High Prolactin: Why It Happens and When to Treat

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By Adriana Ioachimescu, MD, PhD, FACE
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Prolactin is a hormone secreted by the pituitary gland that induces breast milk production after childbirth. The pituitary gland is located in the brain. Prolactin secretion is controlled by a brain compound called dopamine. Normal blood levels of prolactin are usually below 25 ng/mL in women and 17 ng/mL in men. It is normal for prolactin to increase above these levels during pregnancy and breastfeeding.

Hyperprolactinemia – a Common Endocrine Problem

High prolactin (or hyperprolactinemia) is a relatively common endocrine problem, affecting roughly 90 women and 30 men out of 100,000. Women in the 25-35 age group have the highest risk to develop hyperprolactinemia.

Hyperprolactinemia can be a sign of a pituitary tumor called prolactinoma. Patients with sizeable tumors that compress the surrounding tissues may experience headaches, changes in vision and low pituitary hormones (hypopituitarism). Hypopituitarism may result in low cortisol and thyroid hormone production, which require replacement hormone therapy.

High prolactin can interfere with the function of ovaries in women and testicles in men. This is called hypogonadism and may cause infertility, low energy, hot flashes, sexual dysfunction and mood changes, as well as bone loss and risk of fractures. Other manifestations of low estrogen in women of childbearing age include irregular or cessation of periods, acne, excess facial hair or vaginal dryness. Men with low testosterone may notice erectile dysfunction, decreased muscle mass and decreased facial hair.

Hyperprolactinemia has effects on the breast tissue, causing milky discharge from breasts (galactorrhea) in women and enlarged breasts (gynecomastia) in men.

"When the cause of hyperprolactinemia is not clear, physicians can do additional blood tests to check for interference with laboratory assays (like macroprolactin)."

Causes of hyperprolactinemia

  • Prolactin-secreting tumors represent the most common type of the pituitary adenomas, which are usually benign (non-cancerous). The process of adenoma formation is not completely understood and entails proliferation of the prolactin-secreting cells. Fewer than 5% of patients have a family history of pituitary adenoma or other endocrine tumors. While most patients are women with adenomas smaller than 1 cm (0.4 inches), larger tumors can occur, especially in men.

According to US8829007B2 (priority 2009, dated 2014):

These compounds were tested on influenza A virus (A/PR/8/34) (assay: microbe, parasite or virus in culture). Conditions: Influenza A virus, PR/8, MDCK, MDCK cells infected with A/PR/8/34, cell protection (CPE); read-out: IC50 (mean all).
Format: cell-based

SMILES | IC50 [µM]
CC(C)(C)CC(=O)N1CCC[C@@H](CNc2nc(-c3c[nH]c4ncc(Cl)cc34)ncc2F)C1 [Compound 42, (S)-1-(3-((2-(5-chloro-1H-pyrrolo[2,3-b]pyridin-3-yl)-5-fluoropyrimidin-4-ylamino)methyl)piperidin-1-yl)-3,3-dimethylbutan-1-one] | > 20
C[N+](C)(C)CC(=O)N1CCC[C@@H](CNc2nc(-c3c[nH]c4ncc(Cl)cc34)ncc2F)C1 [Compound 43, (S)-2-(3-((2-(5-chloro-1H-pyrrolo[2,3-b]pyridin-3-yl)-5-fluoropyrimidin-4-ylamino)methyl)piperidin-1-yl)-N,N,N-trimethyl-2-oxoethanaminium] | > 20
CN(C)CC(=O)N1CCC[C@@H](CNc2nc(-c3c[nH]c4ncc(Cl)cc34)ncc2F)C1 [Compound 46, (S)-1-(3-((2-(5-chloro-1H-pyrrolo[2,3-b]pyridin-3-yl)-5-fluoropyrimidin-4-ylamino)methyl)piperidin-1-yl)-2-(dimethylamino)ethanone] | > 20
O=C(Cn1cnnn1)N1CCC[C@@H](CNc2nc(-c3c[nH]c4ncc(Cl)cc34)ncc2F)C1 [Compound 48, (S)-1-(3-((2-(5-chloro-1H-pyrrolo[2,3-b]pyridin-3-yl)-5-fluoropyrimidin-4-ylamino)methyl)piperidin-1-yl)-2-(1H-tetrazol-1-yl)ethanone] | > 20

• Other tumors in the pituitary region can cause hyperprolactinemia (non-secretory pituitary adenoma, growth-hormone secreting adenoma, craniopharyngioma and Rathke’s cleft cysts). These tumors do not secrete prolactin, but cause elevation of prolactin because of compression of the pituitary stalk that connects the hypothalamus to the pituitary gland. Interference with prolactin control results in excessive release of prolactin from the normal pituitary tissue (stalk effect). The distinction is important because treatments are different in prolactinomas than in other types of tumors.
  • Several medications can increase prolactin levels by interference with dopamine in the brain. Several medications prescribed for psychiatric conditions (phenothiazines, butyrophenones risperidone, etc.) and metoclopramide (prescribed for gastrointestinal conditions) can significantly increase prolactin levels. High prolactin can also be caused by opiate painkillers, oral estrogen and blood pressure medications (for example, verapamil).
  • Underactive thyroid (hypothyroidism) and renal insufficiency can cause hyperprolactinemia.
  • The term idiopathic hyperprolactinemia is used when a cause for elevated prolactin cannot be identified. The prolactin level is usually mildly elevated and will probably return to normal on its own, usually after a few months.

How to differentiate between prolactinoma and other causes of high prolactin

  • Highest prolactin levels are seen in patients with prolactin-producing pituitary adenomas, especially those with large tumors. In general, the prolactin level is elevated 5 to 10 times above normal in patients with small prolactinomas and greater than 10 times for larger prolactinomas.